- Mode: various modes will incur very different rates
- Route: long routes need more fuel; thus, they cost more
- Service needs: shipments that are expedited, have strict delivery windows, or need special equipment to deliver are more expensive
How are contract rates determined?
In addition to the universal factors above, a contract rate’s price is influenced by:
Because it’s logistically beneficial for carriers to coordinate with less shippers and to plan capacity and budgets effectively, shippers with higher freight volumes often get lower rates.
Length of agreement.
In order to anticipate income, many carriers value consistency, so typically the longer the contract, the better the rate.
Contract rates are typically decided after an RFP process during which multiple carriers bid to secure a shippers’ freight. During this process, carriers can out-bid each other to win the load, often driving down the final cost.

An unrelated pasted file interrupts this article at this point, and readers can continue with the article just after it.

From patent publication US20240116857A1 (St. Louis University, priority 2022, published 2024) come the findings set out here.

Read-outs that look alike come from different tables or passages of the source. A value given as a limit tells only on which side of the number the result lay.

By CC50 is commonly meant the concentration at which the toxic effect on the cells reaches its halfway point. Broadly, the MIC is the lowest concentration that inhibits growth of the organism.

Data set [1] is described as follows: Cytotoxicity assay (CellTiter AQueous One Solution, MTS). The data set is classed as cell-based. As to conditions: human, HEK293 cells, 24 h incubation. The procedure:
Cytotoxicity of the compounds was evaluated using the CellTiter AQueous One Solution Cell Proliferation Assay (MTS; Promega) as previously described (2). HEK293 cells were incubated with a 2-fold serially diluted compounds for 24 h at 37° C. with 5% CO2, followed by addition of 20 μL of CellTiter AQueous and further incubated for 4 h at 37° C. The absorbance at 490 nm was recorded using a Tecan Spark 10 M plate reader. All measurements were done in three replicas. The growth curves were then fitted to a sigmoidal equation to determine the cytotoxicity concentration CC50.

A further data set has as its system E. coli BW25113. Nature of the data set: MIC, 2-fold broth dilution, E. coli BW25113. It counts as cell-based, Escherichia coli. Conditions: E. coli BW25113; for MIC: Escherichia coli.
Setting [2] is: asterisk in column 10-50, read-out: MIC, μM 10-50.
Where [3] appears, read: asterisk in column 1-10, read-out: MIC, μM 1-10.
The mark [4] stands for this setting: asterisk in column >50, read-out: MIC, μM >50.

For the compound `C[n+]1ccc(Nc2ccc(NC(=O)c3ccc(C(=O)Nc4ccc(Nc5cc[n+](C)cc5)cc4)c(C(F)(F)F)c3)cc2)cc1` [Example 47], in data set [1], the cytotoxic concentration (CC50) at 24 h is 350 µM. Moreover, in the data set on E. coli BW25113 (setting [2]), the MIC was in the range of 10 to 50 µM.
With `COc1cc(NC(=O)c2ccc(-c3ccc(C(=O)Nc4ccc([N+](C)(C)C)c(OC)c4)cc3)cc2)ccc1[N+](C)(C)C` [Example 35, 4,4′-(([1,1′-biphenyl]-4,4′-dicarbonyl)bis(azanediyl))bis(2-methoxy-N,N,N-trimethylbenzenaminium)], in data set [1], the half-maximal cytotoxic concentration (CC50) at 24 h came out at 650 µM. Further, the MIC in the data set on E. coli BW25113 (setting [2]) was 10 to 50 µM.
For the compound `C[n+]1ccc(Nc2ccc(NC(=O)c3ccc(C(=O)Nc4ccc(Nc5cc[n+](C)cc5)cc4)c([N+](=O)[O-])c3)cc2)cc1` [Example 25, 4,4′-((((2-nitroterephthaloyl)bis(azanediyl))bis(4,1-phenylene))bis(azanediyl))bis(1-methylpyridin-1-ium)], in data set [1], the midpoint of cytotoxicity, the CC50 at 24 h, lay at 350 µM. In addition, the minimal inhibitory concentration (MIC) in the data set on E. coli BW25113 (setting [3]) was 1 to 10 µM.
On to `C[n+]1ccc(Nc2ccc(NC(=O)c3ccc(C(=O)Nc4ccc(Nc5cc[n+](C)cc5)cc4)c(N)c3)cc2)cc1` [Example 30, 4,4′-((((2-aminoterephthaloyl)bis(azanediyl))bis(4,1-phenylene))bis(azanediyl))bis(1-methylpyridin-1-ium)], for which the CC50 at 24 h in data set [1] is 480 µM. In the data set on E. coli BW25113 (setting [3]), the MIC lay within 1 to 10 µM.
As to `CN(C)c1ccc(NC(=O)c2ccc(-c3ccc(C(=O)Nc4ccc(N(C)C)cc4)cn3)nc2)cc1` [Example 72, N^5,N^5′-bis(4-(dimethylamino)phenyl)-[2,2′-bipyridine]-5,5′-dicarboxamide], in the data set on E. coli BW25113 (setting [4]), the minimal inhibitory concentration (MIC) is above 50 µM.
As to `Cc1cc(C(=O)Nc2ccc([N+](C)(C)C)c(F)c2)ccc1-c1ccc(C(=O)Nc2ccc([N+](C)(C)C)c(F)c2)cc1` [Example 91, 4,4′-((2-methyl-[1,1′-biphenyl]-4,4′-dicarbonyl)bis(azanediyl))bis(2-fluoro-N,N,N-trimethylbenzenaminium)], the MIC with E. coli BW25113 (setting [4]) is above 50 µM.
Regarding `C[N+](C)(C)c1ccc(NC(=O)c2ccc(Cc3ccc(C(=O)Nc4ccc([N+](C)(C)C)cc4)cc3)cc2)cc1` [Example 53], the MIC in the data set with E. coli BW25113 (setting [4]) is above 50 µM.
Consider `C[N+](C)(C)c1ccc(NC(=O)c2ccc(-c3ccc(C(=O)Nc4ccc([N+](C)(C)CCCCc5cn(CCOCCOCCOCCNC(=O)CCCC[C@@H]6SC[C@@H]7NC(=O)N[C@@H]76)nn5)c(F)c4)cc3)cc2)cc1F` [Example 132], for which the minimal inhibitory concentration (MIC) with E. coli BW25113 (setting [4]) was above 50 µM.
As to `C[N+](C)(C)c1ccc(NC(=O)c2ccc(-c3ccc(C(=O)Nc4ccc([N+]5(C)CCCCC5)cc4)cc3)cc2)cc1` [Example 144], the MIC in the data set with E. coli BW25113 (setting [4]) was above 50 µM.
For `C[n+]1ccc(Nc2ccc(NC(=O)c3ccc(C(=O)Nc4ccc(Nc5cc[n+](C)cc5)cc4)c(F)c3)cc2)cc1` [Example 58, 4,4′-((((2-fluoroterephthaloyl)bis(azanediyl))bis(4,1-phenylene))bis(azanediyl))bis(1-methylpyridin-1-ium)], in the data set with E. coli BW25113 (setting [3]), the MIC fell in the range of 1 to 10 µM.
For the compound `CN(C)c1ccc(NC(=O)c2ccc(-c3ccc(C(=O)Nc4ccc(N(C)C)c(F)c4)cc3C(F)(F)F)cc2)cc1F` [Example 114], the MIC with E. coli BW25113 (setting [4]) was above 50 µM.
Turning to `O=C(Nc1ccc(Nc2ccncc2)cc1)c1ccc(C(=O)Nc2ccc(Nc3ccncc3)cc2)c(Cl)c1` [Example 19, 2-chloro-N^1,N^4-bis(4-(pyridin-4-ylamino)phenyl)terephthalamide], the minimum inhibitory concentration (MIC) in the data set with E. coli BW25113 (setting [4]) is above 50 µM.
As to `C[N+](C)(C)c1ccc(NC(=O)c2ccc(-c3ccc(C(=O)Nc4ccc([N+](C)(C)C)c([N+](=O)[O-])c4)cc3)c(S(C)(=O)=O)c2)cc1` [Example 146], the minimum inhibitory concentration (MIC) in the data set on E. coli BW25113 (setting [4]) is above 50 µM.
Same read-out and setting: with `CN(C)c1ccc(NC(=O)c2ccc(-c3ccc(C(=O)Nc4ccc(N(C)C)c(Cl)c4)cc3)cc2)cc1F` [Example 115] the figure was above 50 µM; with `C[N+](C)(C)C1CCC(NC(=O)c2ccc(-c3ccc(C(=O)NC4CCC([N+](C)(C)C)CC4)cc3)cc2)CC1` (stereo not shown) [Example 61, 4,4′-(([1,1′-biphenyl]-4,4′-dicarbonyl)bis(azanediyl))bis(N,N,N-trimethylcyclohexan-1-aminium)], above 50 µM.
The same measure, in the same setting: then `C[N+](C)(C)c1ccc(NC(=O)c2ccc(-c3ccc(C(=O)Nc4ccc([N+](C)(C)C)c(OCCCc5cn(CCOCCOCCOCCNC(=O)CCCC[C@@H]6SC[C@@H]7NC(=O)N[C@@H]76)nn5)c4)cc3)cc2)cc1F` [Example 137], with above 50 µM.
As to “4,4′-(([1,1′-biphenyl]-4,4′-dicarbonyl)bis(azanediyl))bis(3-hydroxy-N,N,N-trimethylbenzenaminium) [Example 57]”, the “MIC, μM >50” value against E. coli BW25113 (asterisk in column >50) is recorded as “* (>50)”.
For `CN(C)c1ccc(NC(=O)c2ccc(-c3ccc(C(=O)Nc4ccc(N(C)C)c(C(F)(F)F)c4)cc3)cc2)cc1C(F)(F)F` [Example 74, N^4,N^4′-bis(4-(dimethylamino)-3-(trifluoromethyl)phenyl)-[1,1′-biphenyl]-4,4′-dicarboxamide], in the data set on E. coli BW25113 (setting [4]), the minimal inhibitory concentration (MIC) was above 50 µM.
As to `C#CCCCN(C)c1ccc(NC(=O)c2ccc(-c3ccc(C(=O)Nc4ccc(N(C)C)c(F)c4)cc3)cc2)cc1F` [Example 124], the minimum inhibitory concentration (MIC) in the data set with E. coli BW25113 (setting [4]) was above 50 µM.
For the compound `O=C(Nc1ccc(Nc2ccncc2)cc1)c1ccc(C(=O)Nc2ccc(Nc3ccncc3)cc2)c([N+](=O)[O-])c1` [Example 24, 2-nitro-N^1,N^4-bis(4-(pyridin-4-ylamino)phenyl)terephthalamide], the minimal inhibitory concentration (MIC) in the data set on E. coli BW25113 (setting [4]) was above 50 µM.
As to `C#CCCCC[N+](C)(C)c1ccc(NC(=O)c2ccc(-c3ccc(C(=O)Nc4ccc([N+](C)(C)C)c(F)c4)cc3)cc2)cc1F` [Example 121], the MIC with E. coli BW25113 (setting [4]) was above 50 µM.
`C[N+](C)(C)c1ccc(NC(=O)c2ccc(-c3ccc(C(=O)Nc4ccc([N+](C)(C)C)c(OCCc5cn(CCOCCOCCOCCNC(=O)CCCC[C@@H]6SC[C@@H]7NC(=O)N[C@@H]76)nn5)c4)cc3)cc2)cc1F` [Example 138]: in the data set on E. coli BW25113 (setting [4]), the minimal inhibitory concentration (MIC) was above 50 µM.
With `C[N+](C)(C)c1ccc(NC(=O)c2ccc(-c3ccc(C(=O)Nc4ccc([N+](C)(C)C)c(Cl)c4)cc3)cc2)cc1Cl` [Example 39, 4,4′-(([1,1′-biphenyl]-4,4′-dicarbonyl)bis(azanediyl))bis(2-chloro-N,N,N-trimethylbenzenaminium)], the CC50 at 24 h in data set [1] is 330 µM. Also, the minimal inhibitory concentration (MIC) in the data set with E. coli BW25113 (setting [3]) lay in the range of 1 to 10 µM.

How are spot rates determined?
As for spot rates, in addition to characteristics, mode, route, and service needs, cost is largely determined by market conditions such as:
Demand & driver capacity.
When the economy is healthy and consumers collectively purchase a high amount of goods, there is high demand for carriers – meaning there are fewer available drivers than shipments needing to be moved. In this type of market, carriers can charge shippers more, which increases the cost of spot rates.
On the flip side, if there is a low demand for carriers, that means there are more drivers available than there are shipments to move – so carriers will often lower their rates just to secure loads.